- It makes rules that govern the running of the schools and prohibits:
- physical punishment and mental harassment to children under any circumstances;
- screening procedures for admission of children so that all children are equally entitled to the right to education;
- capitation fee;
- private tuition by teachers to curb the commercialization of education; and
- running of schools without recognition so that all schools fulfill the basic requisites laid down by law;
- It provides for development of curriculum in consonance with the values enshrined in the Constitution, and which would ensure the all-round development of the child, building on the child's knowledge, potential and talent.
- It requires all private schools to reserve 25% of seats to children (to be reimbursed by the state as part of the public-private partnership plan). Children are admitted in to private schools based on economic status or caste based reservations. It also prohibits all un-recognised schools from running and makes provisions and provides that no child shall be held back, expelled, or required to pass a board examination until the completion of elementary education.
- It also has a provision for special training of school drop-outs to bring them up to par with students of the same age.
Law on Education and its Impact on Society at Large
As mentioned above, the Indian Constitution includes the right to education as a Fundamental Right. In this way every child between the ages of 6 to 14 years is legally entitled to free and compulsory education.
The enactment of the RTE Act was a noble attempt on the part of the Government to evaluate, regulate and ensure the right to education in keeping with the changing times for generations to come.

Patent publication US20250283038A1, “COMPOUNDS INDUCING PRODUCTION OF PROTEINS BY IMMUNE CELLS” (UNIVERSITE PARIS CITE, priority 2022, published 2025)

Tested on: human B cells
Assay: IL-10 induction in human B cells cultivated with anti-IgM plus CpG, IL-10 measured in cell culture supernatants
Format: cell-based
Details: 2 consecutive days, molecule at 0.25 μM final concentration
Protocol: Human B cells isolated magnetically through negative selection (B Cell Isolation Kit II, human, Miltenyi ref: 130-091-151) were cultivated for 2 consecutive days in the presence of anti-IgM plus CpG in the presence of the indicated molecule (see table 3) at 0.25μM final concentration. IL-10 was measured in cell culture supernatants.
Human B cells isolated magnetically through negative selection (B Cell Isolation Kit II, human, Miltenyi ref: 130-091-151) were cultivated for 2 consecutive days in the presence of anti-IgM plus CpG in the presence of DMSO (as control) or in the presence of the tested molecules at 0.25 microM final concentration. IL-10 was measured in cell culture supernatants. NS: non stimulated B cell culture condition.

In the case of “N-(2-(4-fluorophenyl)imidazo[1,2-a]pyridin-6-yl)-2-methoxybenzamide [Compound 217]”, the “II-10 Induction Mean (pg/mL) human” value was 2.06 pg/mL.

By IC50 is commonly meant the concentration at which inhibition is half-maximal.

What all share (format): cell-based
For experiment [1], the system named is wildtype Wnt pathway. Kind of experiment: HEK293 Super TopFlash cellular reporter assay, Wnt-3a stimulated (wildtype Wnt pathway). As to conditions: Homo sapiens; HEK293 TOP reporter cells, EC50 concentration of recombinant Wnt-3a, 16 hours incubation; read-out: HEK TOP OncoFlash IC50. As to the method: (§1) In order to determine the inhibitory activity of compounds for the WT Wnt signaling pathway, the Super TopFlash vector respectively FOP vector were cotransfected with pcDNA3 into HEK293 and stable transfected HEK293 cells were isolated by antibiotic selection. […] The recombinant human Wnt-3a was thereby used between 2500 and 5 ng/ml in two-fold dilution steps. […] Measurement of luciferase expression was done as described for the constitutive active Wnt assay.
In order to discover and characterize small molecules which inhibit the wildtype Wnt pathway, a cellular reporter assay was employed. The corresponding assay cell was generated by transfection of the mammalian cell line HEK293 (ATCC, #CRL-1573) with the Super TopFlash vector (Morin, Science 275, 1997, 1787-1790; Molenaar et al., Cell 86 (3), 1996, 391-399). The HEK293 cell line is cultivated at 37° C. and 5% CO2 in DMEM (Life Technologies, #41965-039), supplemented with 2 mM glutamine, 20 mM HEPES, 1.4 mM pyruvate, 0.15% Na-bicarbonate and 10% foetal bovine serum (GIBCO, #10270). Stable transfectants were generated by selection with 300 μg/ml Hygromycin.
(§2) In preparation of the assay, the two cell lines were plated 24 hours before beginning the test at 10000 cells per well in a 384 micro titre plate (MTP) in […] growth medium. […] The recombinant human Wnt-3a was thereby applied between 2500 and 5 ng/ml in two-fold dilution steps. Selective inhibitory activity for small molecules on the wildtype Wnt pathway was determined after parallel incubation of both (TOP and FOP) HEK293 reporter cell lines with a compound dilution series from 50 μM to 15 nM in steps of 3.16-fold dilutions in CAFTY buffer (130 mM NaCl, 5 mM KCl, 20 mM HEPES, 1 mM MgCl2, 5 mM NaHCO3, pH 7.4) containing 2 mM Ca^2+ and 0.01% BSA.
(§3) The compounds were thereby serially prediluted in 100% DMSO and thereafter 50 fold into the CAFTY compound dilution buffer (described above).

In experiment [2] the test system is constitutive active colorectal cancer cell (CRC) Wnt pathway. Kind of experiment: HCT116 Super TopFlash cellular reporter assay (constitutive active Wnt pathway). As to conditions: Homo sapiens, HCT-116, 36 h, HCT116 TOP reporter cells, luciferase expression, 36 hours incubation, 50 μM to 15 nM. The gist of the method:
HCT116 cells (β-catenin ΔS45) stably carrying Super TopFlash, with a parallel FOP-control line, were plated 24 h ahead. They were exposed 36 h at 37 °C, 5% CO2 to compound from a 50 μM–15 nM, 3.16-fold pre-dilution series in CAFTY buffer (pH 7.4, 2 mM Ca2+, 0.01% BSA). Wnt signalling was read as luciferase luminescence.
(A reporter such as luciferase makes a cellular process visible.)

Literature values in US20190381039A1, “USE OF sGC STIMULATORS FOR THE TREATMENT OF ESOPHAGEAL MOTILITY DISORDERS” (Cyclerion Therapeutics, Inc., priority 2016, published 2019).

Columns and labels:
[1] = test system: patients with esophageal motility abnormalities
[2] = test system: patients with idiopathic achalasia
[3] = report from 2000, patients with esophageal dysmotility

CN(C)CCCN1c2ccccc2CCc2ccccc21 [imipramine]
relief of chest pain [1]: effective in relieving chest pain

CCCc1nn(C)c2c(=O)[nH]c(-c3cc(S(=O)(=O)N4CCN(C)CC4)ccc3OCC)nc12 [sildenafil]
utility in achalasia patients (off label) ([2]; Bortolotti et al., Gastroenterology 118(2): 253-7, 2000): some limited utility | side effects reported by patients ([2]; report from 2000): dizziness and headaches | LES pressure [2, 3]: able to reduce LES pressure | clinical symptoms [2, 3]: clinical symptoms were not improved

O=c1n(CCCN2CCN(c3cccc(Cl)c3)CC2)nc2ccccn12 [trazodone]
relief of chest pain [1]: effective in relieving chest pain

The Right to Education Act was enacted by the parliament of India on 4 August 2009. With the enactment of Article 21A of the Indian Constitution and the introduction of the RTE Act, India became one of 135 countries to make education a fundamental right of every child.
The RTE Act has been heralded as "the first legislation in the world that puts the responsibility of ensuring enrolment, attendance and completion on the Government", by the World Bank education specialist for India, Sam Carlson.
The law in India makes education an issue that falls under the ambit of the central and state legislation.
Issues in the Way of Implementation of the RTE Act
In an over populated country like India, implementing a law such as the RTE Act will definitely have obstacles in its way. Without proper implementation, the right to compulsory and free education would remain a lofty ideal.
The effort to make education free and compulsory for all is real but it has been found that there is a lack of financial support that comes in the way of implementation of the act in several states, such as Bihar, where literacy rates remain the lowest.
The Government has set up a committee that initially estimated INR 1710 billion or 1.71 trillion (US$38.2 billion) for the first five years for the implementation of the Act and in April 2010 the Central Government agreed to share the funding, for implementing the law, in the ratio of 65 to 35 between the Centre and the States and a ratio of 90 to 10 for the north-eastern states. In mid 2010, this figure was upgraded to INR 2310 billion, and the center agreed to raise its share to 68%.
In 2011, a decision was passed to extend the right to education till Class X, i.e., up to the age of 16 on the upper side and the preschool age range on the lower side of the spectrum.
Although the value of education has been a part of our national culture and ethos since centuries, but without proper legal infrastructure and governmental support the right to education would remain nothing more than an empty promise.
The renowned legal mind, Mr. M.C. Chagla iconically stated on the subject of the right to education that, "Our Constitution fathers did not intend that we just set up hovels, put students there, give untrained teachers, give them bad textbooks, no playgrounds, and say, we have complied with Article 45 and primary education is expanding... They meant that real education should be given to our children between the ages of 6 and 14" - (MC Chagla, 1964).
In this spirit, the right to education and the laws that support this right are the true bastions of development and social justice in our country.